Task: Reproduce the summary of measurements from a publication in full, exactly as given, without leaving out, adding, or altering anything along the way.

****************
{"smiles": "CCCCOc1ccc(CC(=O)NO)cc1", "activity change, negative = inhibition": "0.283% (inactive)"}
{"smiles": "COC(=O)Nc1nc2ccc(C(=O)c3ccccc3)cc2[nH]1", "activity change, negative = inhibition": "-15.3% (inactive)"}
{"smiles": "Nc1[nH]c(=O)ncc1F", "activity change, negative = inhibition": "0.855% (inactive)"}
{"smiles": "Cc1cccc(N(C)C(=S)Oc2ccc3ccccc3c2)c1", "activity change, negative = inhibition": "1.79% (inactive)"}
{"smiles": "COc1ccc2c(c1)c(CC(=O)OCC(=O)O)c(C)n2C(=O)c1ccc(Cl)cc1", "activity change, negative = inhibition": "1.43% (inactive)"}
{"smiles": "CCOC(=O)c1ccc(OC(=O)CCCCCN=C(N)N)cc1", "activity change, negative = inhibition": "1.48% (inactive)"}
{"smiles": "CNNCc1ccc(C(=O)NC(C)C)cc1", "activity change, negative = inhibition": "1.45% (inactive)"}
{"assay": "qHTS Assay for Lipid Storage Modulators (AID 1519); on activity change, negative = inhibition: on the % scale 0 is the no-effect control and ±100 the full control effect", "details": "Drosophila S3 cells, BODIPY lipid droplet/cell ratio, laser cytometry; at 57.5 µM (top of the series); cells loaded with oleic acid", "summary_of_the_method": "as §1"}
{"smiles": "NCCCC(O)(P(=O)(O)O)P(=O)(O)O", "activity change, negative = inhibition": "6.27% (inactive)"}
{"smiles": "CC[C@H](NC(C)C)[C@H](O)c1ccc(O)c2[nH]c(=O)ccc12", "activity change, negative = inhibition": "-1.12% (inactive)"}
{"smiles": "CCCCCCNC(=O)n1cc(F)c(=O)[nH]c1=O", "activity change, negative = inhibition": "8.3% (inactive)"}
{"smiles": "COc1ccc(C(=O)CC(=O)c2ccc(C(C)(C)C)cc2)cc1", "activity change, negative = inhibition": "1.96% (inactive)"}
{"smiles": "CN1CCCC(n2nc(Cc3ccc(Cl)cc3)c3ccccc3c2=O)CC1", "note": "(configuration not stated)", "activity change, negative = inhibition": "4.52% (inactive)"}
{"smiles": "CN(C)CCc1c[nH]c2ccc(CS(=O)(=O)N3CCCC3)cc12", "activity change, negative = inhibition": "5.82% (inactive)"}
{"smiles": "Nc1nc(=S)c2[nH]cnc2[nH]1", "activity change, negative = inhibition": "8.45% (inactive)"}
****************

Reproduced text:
{"smiles": "CCCCOc1ccc(CC(=O)NO)cc1", "activity change, negative = inhibition": "0.283% (inactive)"}
{"smiles": "COC(=O)Nc1nc2ccc(C(=O)c3ccccc3)cc2[nH]1", "activity change, negative = inhibition": "-15.3% (inactive)"}
{"smiles": "Nc1[nH]c(=O)ncc1F", "activity change, negative = inhibition": "0.855% (inactive)"}
{"smiles": "Cc1cccc(N(C)C(=S)Oc2ccc3ccccc3c2)c1", "activity change, negative = inhibition": "1.79% (inactive)"}
{"smiles": "COc1ccc2c(c1)c(CC(=O)OCC(=O)O)c(C)n2C(=O)c1ccc(Cl)cc1", "activity change, negative = inhibition": "1.43% (inactive)"}
{"smiles": "CCOC(=O)c1ccc(OC(=O)CCCCCN=C(N)N)cc1", "activity change, negative = inhibition": "1.48% (inactive)"}
{"smiles": "CNNCc1ccc(C(=O)NC(C)C)cc1", "activity change, negative = inhibition": "1.45% (inactive)"}
{"assay": "qHTS Assay for Lipid Storage Modulators (AID 1519); on activity change, negative = inhibition: on the % scale 0 is the no-effect control and ±100 the full control effect", "details": "Drosophila S3 cells, BODIPY lipid droplet/cell ratio, laser cytometry; at 57.5 µM (top of the series); cells loaded with oleic acid", "summary_of_the_method": "as §1"}
{"smiles": "NCCCC(O)(P(=O)(O)O)P(=O)(O)O", "activity change, negative = inhibition": "6.27% (inactive)"}
{"smiles": "CC[C@H](NC(C)C)[C@H](O)c1ccc(O)c2[nH]c(=O)ccc12", "activity change, negative = inhibition": "-1.12% (inactive)"}
{"smiles": "CCCCCCNC(=O)n1cc(F)c(=O)[nH]c1=O", "activity change, negative = inhibition": "8.3% (inactive)"}
{"smiles": "COc1ccc(C(=O)CC(=O)c2ccc(C(C)(C)C)cc2)cc1", "activity change, negative = inhibition": "1.96% (inactive)"}
{"smiles": "CN1CCCC(n2nc(Cc3ccc(Cl)cc3)c3ccccc3c2=O)CC1", "note": "(configuration not stated)", "activity change, negative = inhibition": "4.52% (inactive)"}
{"smiles": "CN(C)CCc1c[nH]c2ccc(CS(=O)(=O)N3CCCC3)cc12", "activity change, negative = inhibition": "5.82% (inactive)"}
{"smiles": "Nc1nc(=S)c2[nH]cnc2[nH]1", "activity change, negative = inhibition": "8.45% (inactive)"}